The first confirmed case of the coronavirus in the Unites States was a man who lived north of Seattle in Washington state. He had been traveling in Wuhan and returned to the Unites States on January 15th. At the time, he didn’t feel sick or have any symptoms but a few days later he developed a cough. His case was confirmed on January 21. But today the Seattle Times reports that investigation has uncovered two cases of people where sick weeks earlier who have since tested positive for coronavirus antibodies:

She came down with a bug two days after Christmas, and for the next week or so, Jean, a 64-year-old retired nurse, suffered through a series of worsening symptoms: a dry, hacking cough, a fever and body aches, and finally, a wheeze that rattled her lungs…

Months later, after the novel coronavirus pandemic had exploded across Western Washington, the nation and into American consciousness, Jean and dozens of others like her, have wondered if their early winter colds really were undiagnosed cases of COVID-19, the illness caused by the virus. But her case didn’t seem to fit the profile. She hadn’t traveled abroad, and the official timeline was off: The first known patient infected by COVID-19  — a Snohomish County man who’d recently traveled to China — wasn’t even confirmed until more than three weeks after she became ill…

But after Jean received word from her doctor earlier this month that a highly touted serology test found a sample of her blood positive for antibodies to COVID-19, she’s now convinced the official timeline is wrong — and public health officials say she may be right.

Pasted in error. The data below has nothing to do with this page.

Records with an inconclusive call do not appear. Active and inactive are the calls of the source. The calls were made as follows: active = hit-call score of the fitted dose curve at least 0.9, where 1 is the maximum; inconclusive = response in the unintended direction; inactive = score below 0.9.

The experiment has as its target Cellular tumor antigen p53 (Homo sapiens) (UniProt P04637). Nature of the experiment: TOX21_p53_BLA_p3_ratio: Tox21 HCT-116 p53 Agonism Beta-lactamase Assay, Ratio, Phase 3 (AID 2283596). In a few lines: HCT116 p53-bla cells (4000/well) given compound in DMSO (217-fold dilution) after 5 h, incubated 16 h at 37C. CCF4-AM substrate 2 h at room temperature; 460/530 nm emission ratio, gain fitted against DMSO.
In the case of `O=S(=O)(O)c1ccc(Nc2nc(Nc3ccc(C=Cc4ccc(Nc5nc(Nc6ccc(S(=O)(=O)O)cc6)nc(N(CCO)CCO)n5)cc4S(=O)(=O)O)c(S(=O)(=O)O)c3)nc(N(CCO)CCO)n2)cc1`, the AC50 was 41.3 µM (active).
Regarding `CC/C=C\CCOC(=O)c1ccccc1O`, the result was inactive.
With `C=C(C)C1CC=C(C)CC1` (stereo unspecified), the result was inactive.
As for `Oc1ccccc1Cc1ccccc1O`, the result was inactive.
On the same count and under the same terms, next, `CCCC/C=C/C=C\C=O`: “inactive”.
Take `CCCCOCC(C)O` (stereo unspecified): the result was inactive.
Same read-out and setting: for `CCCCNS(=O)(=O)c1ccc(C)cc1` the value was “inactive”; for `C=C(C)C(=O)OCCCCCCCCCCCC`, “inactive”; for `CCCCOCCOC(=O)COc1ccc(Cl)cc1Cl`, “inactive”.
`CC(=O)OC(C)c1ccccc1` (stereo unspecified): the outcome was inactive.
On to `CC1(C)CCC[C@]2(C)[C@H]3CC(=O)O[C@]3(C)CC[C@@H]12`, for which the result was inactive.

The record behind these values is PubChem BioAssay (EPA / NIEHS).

A second case like Jean’s has also been identified but no details about it have been released. All that is known is that the second individual has tested positive for antibodies (presumably using samples collected months ago) and was sick with corona-like symptoms in December. The Seattle Times doesn’t offer a lot of detail about the samples that were tested and I suppose it’s always possible there could be some kind of lab contamination or false positive test. But there has been an increasing amount of evidence that the virus was here and spreading around the world earlier than previously thought.

Researchers in France recently found a COVID-19 case dating to Dec. 27 — nearly a month before that nation’s first previously confirmed case on Jan. 24. A genetic study published by researchers in Britain this month also found evidence to support “extensive worldwide transmission of COVID-19” likely infecting people in the U.S., Europe and elsewhere weeks or possibly months before some of the first reported cases in January and February.

The first U.S. death from the virus was believed to be a man who died in Washington state on February 29. However, last month Santa Clara County announced it had identified two earlier deaths from the virus. The first of those was on February 6. Patricia Dowd was 57 years old and had not traveled abroad in the few weeks before her death, indicating the virus was spread to her from some other source in Santa Clara.

The emerging picture is that the virus may have been introduced into the U.S. multiple times in places like San Francisco, Seattle and New York where there is heavy international travel. The virus was spreading in these locations throughout January, but because we had no testing in place we really had no idea how widespread it was.

If the CDC hadn’t botched the initial test it created in January, we might have had a better idea what was happening. Alternatively, if China hadn’t clamped down on information but hesitated to clamp down on travel, the virus wouldn’t have been able to seed U.S. travel hubs for several weeks. Trump’s travel restriction at the end of January helped slow the spread, but if these new cases from Washington state are confirmed they prove the virus was here long before that.